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October 21, 2017
Ken's Corner: 12 Steps to Copping a Solo and Beyond PDF Print E-mail
Wednesday, 26 March 2008 16:26
kenv.jpgBy Ken Volpe - Guitar Jam Daily
Many guitarists want to learn and play famous guitar solos from the greats. It can be a frustrating and daunting task to say the least. Here are 12 steps to give you some guidance:

1. Pick a solo that is within your current abilities. If it is the first solo that you are ever learning, pick an easy one. As time goes on you can graduate to more challenging solos.

2. Once you have selected a solo to learn, sit down without your guitar and listen to it 5 or 6 times in a row.

3. Organize your materials. Try to obtain an accurate written version of the solo in standard notation or in tablature. In addition, have the exact recording that the notation or tablature corresponds to.

4. Plan out your fingerings and fret position for each section of the solo. Try not to jump positions too much.

5. Focus on one section at a time. If the solo is 16 bars then master 4 bars each day. Review each previous days part, then work on your new part.

6. Learn each part at a slower tempo and build it up. Once you get the solo up to speed then play along with the recording.

7. Try to pick most of the notes at first. Once you can do that, go back and add in the appropriate hammer-ons, pull-offs, slides, etc.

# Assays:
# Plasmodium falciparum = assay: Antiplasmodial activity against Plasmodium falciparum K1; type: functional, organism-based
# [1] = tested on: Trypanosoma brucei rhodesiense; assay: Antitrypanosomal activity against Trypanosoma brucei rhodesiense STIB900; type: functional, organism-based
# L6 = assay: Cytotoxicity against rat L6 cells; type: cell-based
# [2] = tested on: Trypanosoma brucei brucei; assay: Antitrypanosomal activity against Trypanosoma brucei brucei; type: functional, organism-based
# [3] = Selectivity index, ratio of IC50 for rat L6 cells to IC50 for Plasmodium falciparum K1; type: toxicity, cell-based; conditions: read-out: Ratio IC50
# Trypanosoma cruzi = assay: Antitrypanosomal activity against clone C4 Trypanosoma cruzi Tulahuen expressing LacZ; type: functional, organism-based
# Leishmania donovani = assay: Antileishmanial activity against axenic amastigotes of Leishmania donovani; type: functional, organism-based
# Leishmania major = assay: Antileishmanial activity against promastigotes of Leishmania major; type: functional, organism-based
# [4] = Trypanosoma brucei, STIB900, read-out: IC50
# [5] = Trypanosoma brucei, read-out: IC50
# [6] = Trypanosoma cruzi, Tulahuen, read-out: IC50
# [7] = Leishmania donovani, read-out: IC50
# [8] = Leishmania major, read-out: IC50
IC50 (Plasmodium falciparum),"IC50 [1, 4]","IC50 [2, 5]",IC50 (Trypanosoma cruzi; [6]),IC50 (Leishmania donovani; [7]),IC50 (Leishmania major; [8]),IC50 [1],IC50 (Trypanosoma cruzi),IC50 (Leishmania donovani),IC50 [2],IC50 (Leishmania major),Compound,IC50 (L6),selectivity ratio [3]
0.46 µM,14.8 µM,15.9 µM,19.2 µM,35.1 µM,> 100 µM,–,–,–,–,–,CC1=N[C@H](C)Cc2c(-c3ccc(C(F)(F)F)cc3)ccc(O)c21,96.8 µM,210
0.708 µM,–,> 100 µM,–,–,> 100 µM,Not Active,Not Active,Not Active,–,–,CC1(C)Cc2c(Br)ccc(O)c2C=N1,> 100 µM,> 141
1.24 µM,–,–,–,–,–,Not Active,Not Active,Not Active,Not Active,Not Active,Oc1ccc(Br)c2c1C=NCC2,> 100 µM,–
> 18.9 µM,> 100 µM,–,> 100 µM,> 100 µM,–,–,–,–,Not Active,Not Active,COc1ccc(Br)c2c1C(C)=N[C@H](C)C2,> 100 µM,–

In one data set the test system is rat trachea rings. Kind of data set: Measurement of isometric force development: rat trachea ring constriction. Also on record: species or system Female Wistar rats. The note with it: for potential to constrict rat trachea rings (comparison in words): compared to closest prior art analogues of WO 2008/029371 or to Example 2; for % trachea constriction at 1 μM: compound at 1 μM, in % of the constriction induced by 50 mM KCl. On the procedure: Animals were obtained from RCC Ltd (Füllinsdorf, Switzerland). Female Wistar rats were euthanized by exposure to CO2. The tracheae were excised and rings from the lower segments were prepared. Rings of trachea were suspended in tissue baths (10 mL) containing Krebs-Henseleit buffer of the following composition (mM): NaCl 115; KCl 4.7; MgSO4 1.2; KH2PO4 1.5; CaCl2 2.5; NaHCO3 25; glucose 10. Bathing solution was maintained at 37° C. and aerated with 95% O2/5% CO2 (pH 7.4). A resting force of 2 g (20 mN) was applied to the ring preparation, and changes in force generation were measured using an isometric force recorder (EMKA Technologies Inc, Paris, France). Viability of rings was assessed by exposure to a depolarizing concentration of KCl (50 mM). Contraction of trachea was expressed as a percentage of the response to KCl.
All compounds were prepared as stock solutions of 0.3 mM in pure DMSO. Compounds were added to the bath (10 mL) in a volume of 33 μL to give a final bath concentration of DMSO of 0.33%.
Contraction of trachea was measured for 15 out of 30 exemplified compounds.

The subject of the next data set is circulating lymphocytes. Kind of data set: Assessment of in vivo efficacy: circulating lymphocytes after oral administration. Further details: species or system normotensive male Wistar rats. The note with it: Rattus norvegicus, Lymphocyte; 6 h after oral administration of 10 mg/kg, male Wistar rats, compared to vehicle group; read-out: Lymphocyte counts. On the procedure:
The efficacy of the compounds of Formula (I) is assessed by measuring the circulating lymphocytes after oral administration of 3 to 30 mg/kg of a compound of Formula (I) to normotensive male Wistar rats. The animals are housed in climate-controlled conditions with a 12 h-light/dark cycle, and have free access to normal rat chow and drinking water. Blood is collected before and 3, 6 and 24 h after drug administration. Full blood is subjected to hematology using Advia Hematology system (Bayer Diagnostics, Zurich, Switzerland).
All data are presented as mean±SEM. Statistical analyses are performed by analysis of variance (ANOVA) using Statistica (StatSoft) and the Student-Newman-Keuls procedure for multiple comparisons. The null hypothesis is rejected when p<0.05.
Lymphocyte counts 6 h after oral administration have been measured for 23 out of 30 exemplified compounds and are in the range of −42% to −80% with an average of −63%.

8. Sing each part without your guitar. Then sing and play the guitar part simultaneously. Then replay it with just your guitar. This will really help to develop your ear.

9. Close your eyes and visualize your hands playing each part of the neck. This will improve your ability to memorize musical passages.

10. Stay on track, don’t start another solo before this one is completed. Don’t start jamming on your own ideas until you have mastered the solo. Many guitarists are notorious for fretboard attention deficit disorder.

11. Set a specific date as your goal to finish learning the solo. Once you have done that, play it each day thereafter until it is in you or as they say, “Till you own it.”

12. After you have mastered the solo, start applying it to your own solos. Take a specific part from the solo that you like and play it up and down the neck. Also, try varying the rhythm or the pattern of notes.

If you are diligent in following these 12 steps it will pay off. Discipline is an art unto itself. Baby steps will one day become giant leaps.
 
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